While the arabs were fighting wars in crusades against ‘invaders’ and much recently while militants in Afghanistan and Iraq have been fighting against occupiers, using terrorism and brutal killings (none of which I support) as part of their campaign, in comparison with Africa, the African chiefs of the pre-colonial era were either largely fighting against each other, or welcoming and accommodating foreigners. Dancing to them, selling them slaves, carrying them on chairs. In Malawi for example, most people grew up being told we were ‘friendly people’. And in this fashion, people who for hook or crook took away what belonged to us, were tolerated, even celebrated

sedan-chair
source: usslave.blogspot.com

The result was that while Europeans found it hard to get a foothold in the Middle East, and were knocked back again and again, their attempts in Africa were significantly easier.

In Malawi today we have extremely wealthy foreigners living side by side with very poor people. Their wealth has been passed down the years from generation to generation, whereas the majority of Malawians living in Malawi fail to overcome the grip of poverty.

Inequality is a problem that’s not going to go away unless it is squarely addressed with the intention of ending it. I can bet my life on that.

Other links

A Smart Dude Takes On Racism With Facts. Not Wild Accusations. Facts. And I’m Begging You To Listen.

A Smart Dude Takes On Racism With Facts. Not Wild Accusations. Facts. And I’m Begging You To Listen. [via YouTube]

Watch the video.
My comments are as follows :

1. The ‘systematic’ referred to in the video is global in nature. Growing up as a black person in Africa I knew from a young age that there were others ‘more equal’ than the rest of us. It was only much later that I fully understood what was going on. Unfortunately, 30 years on, a lot of the effects of systematic racism are still being felt by communities across Africa today, and very little is being done to confront it. As an example why do foreign business men get away with things in Africa against African governments and African leaders which they wouldn’t get away with in their own countries? I hear you say Systematic……. .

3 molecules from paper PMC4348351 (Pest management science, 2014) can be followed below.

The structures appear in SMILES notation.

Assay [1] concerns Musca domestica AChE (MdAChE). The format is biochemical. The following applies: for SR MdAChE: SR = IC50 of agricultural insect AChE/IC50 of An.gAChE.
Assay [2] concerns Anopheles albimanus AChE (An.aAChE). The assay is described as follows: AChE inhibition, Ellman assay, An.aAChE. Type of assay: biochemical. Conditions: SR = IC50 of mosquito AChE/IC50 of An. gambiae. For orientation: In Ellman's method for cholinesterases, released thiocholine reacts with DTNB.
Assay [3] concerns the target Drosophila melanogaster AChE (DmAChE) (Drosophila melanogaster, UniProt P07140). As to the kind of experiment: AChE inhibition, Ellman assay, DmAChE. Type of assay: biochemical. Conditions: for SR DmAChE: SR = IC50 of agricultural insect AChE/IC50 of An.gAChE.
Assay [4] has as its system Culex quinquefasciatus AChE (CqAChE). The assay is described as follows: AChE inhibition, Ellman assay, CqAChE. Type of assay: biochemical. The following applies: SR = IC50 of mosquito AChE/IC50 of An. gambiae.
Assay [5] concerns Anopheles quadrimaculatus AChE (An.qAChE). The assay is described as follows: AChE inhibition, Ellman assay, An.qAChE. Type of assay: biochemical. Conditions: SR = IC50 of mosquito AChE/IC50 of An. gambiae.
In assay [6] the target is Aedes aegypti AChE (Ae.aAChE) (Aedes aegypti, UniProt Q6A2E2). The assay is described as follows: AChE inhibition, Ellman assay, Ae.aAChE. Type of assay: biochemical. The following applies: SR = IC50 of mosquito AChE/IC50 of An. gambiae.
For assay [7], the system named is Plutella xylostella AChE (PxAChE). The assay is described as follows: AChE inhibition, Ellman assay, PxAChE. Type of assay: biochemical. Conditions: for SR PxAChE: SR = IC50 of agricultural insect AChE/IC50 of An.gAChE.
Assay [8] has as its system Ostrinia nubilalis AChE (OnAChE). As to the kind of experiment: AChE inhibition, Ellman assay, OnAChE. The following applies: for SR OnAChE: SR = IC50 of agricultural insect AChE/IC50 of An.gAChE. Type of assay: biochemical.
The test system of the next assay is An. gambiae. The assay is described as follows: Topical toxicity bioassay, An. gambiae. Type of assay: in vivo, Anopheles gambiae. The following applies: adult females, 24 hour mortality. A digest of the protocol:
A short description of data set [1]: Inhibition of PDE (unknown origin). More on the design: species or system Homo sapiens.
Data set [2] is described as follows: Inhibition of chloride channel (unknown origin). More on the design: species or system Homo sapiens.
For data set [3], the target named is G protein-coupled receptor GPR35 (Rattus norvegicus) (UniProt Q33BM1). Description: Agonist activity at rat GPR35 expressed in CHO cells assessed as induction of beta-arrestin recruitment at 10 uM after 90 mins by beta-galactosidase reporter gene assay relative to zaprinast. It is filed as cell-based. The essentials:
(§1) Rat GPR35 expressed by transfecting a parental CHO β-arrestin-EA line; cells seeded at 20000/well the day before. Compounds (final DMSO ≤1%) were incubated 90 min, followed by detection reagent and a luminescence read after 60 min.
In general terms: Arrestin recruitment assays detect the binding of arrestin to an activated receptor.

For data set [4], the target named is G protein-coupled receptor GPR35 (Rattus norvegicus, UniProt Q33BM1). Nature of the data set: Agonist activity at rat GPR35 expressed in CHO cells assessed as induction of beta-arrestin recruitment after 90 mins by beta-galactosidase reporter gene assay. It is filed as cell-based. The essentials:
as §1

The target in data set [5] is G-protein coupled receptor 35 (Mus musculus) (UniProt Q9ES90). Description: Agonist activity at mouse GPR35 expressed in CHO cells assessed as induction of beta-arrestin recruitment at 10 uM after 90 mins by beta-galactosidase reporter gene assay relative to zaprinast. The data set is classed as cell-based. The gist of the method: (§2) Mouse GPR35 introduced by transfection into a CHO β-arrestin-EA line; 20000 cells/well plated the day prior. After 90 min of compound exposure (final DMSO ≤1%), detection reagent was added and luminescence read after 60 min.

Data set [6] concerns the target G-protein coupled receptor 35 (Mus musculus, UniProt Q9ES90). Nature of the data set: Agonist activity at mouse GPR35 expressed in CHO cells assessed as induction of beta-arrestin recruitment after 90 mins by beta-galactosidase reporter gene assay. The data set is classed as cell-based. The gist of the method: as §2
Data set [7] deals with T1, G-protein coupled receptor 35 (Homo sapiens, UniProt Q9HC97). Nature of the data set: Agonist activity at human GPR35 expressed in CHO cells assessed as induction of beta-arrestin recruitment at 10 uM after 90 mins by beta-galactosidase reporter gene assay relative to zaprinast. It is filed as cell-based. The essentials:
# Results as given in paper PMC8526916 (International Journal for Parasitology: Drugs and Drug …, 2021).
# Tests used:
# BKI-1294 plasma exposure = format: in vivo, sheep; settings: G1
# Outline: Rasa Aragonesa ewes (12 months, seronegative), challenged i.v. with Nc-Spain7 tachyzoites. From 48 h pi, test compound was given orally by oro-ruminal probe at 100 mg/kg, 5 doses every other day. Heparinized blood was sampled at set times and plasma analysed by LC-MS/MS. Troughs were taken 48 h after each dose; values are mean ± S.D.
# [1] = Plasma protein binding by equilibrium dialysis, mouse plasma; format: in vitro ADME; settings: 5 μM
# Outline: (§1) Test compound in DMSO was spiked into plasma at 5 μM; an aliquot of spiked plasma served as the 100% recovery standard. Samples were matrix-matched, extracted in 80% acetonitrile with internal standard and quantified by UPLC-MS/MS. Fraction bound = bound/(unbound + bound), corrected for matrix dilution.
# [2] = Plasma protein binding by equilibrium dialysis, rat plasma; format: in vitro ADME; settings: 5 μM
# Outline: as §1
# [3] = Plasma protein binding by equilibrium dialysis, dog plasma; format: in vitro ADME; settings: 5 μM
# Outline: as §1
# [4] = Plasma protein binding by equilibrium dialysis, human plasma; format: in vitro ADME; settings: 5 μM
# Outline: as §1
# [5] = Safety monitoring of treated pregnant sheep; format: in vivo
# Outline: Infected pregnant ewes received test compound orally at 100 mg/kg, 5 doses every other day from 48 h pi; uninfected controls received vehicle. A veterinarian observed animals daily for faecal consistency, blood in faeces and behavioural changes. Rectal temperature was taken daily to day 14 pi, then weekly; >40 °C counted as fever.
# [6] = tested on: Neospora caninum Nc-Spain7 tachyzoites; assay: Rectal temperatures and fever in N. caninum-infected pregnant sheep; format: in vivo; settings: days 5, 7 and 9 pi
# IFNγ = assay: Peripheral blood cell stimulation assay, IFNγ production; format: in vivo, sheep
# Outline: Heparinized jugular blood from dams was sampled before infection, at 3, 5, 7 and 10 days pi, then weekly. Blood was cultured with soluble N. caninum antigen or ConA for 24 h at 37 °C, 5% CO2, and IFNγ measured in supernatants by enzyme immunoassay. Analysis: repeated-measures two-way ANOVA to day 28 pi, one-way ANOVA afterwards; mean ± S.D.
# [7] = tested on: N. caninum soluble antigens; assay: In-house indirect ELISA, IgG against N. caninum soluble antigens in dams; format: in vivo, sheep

For me, the underlying cause is simple:- Lack of empathy; idiotic insecurity; hatred (some people are just evil and there’s very little you or me can do); false doctrine (ideas such as Manifest destiny, and other racist ideologies ); jealousy and imperialistic greed.

In the past (and even now) there were people who genuinely believed a black person is sub-human. Closer to a chimp than a white person. Most of such people are ignorant with no interest in knowing the truth, still they believe that a black person is inferior and deserves less than a white person (that he is incapable intellectually, must be looked after, is violent, or a brute…and they’ll use the ‘system’ to reinforce that false picture – even when the evidence suggests otherwise)… . They’ve been ‘bred’ to be racist, borrowing the words of Oprah Winfrey. I’d be willing to bet that some of them don’t even recognise their subtle discrimination in the different ways in which they treat black people. Pity or indifference can’t fix them.

2. There’s no incentive, will power (political or otherwise) or even urgency in fixing the status quo. To the contrary, some people, quite a large number of people, are comfortable with the way things are. It’s not their problem… they think.

But why is there no incentive or urgency?

Because, well…

(i) Some people benefit from ‘white privilege’ in more ways than first appears (even though most won’t admit it). Desperation and poverty which is prevalent in majority black or mixed neighbourhoods than in white neighbourhoods is good for business, and on many levels.

(ii) There are not enough black or non-white people (or white people who appreciate why change is needed) in positions of authority to bulldoze or demand equality measures that would balance the ‘ fallacy ‘ that currently exists

(iii) unlike the well-funded and powerful ‘movement’ whose aim is partly the prevention of another Jewish holocaust (and rightly so), due to insufficient funding, lack of effective organisation and other constraints, no one is exactly screaming loud enough regarding the black man’s cause. No one’s mission is the restoration or prevention of harm to black people. No one is sufficiently resourced for such a monumental challenge.

When Obama first entered the white house, many black people incorrectly assumed he’d fix the black man’s problems across the world. Surely a descendant of an African, a Kenyan whose veins had African blood would carry the cause of his one billion + fellow Africans. Alas! how wrong they were.